Date of Award

Spring 2002

Document Type


Degree Name

Master of Science (MS)


Chemistry & Biochemistry



Committee Director

Robert F. Dias

Committee Member

Elizabeth C. Minor

Committee Member

Kenneth Mopper

Call Number for Print

Special Collections LD4331.C45 M55 2002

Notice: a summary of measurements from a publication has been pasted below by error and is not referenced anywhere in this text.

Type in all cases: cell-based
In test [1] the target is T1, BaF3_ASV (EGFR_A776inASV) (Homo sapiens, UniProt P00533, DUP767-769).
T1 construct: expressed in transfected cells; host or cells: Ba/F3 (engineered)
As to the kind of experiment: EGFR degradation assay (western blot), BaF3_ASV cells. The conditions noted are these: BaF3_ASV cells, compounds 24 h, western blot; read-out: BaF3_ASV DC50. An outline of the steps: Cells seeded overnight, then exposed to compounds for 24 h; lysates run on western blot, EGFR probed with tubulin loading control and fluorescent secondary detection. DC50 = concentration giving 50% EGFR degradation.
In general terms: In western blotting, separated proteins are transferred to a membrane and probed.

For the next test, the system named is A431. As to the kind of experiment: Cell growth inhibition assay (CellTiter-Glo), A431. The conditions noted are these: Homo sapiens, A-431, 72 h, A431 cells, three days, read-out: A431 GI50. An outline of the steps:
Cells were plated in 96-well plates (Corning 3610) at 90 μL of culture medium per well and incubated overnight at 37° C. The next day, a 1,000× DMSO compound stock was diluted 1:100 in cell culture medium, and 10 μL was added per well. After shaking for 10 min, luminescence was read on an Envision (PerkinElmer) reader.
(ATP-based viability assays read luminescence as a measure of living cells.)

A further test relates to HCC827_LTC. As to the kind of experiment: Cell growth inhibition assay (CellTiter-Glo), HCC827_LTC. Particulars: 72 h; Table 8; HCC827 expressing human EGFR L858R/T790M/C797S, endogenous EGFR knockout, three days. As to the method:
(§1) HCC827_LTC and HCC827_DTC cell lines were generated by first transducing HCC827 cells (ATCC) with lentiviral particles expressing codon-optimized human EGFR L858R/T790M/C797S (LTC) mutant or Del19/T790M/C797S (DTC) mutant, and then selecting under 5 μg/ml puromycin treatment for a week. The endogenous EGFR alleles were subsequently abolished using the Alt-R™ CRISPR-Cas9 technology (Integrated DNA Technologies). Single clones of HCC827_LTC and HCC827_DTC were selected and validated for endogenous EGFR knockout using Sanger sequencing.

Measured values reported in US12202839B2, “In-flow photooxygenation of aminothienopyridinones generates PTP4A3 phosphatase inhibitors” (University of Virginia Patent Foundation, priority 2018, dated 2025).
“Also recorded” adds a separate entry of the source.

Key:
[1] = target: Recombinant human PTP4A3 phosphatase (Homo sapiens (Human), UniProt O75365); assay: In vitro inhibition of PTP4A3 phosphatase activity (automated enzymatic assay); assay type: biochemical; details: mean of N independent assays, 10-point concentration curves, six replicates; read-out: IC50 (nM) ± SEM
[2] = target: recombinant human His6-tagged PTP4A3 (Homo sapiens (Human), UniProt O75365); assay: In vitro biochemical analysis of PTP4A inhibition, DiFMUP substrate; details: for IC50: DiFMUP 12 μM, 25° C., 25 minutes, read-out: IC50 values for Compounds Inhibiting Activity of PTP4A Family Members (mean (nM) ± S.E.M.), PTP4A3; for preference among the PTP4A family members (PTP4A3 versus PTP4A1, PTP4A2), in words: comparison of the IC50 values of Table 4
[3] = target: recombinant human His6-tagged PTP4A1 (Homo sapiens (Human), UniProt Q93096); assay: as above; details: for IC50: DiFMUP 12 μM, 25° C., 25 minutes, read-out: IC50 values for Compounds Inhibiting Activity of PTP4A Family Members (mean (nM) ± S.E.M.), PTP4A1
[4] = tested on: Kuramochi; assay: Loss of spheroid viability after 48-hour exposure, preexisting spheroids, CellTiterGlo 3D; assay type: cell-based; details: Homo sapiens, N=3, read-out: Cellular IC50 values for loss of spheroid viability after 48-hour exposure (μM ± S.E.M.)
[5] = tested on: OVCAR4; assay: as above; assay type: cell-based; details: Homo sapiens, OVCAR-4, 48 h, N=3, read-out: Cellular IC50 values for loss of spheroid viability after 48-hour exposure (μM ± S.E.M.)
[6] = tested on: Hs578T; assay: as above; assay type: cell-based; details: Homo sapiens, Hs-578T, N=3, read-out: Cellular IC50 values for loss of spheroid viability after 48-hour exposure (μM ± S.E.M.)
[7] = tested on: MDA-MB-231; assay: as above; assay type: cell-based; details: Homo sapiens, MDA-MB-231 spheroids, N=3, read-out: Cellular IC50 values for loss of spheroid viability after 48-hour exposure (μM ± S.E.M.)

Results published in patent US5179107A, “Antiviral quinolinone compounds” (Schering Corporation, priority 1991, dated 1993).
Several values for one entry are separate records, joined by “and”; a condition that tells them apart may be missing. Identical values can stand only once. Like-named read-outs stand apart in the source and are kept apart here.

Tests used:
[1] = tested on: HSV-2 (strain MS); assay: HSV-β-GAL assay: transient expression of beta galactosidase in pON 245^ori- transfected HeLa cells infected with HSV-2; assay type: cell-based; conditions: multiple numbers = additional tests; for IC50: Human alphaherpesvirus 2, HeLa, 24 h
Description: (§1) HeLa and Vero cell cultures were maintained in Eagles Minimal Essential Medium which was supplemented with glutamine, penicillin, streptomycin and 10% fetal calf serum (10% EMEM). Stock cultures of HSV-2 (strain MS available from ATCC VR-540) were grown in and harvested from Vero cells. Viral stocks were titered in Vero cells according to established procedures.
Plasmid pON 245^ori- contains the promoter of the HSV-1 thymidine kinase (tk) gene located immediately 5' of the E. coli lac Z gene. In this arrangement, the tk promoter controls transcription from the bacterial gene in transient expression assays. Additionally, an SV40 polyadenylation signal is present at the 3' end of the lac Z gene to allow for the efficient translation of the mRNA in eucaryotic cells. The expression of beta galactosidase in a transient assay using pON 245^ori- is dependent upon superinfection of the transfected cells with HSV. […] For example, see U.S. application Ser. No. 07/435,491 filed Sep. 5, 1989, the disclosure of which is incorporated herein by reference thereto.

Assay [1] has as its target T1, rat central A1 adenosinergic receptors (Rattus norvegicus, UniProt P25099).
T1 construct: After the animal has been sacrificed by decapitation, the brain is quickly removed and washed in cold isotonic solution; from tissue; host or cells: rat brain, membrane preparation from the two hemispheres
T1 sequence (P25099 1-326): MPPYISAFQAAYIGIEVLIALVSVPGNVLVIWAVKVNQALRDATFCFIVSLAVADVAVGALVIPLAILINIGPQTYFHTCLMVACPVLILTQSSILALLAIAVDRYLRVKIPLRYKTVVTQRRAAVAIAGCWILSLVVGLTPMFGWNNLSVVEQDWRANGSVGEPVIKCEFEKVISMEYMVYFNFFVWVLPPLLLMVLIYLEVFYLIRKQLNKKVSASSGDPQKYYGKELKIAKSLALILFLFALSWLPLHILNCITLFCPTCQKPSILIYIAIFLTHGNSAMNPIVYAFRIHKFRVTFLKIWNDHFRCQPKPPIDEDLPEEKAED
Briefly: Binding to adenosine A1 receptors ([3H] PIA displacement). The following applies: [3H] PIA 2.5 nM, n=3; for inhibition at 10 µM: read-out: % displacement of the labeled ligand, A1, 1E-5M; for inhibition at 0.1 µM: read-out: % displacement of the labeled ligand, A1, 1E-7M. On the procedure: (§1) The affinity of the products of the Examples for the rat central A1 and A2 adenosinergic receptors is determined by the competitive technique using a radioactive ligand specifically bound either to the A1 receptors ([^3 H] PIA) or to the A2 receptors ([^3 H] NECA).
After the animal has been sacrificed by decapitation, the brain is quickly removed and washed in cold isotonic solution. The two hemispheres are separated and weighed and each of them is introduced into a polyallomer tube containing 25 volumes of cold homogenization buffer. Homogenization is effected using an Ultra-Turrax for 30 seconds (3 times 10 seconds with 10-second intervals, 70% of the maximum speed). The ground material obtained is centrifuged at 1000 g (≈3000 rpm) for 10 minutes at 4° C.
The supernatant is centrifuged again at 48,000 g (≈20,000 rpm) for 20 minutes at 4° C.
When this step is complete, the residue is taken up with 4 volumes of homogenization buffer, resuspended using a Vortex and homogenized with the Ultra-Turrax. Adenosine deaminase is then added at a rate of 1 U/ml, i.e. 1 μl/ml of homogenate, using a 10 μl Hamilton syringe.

Used for making a variety of plastic products, styrene monomer is an aromatic hydrocarbon frequently shipped in bulk quantities through the Port of Hampton Roads, Virginia. Despite its common use around the world and its high aquatic toxicity, little research has been conducted on the chemical's aqueous solubility and reactions during a major spill. In this study, the solubility of styrene monomer was measured in artificial seawater and natural waters collected from four sites on the lower Chesapeake Bay and Elizabeth River. The samples represented a range of different water chemistries in terms of salinity (13.8 — 29.0%) and the character and quantity (1.7 — 9.9 mg L -1) of dissolved organic carbon (DOC). Significant differences in styrene solubility were observed under different temperature and salinity conditions in both artificial and natural seawater samples. Styrene solubility dropped almost 35% from a mean concentration of 250.3 mg kg 'n deionized water equilibrated at 26'C to 163.4 mg kg -1 in 35.0% artificial seawater equilibrated at approximately 6'C. Styrene solubilities in the natural samples were lower than the solubilities of the artificial samples and varied through the progression of seasons from spring to winter. In the natural waters, styrene solubility generally decreased in spring and winter and increased in the summer and fall. The decreased solubilities in the natural water are attributed to the changing quantities and qualities of dissolved organic carbon at the different sample sites over the course of the study. A seasonal cyclic trend was observed in plots of styrene solubility versus salinity and styrene solubility versus DOC. The results from this study indicate that several variables in natural aquatic systems such as salinity, temperature, and DOC significantly affect styrene solubility. The variability of styrene solubility in the natural water samples indicates a need for characterization of the DOC to determine what functional groups may be involved. Ultimately, these findings and their implications will aid in constructing better solubility, sorption„ and toxicity models for nonpolar organic compounds.


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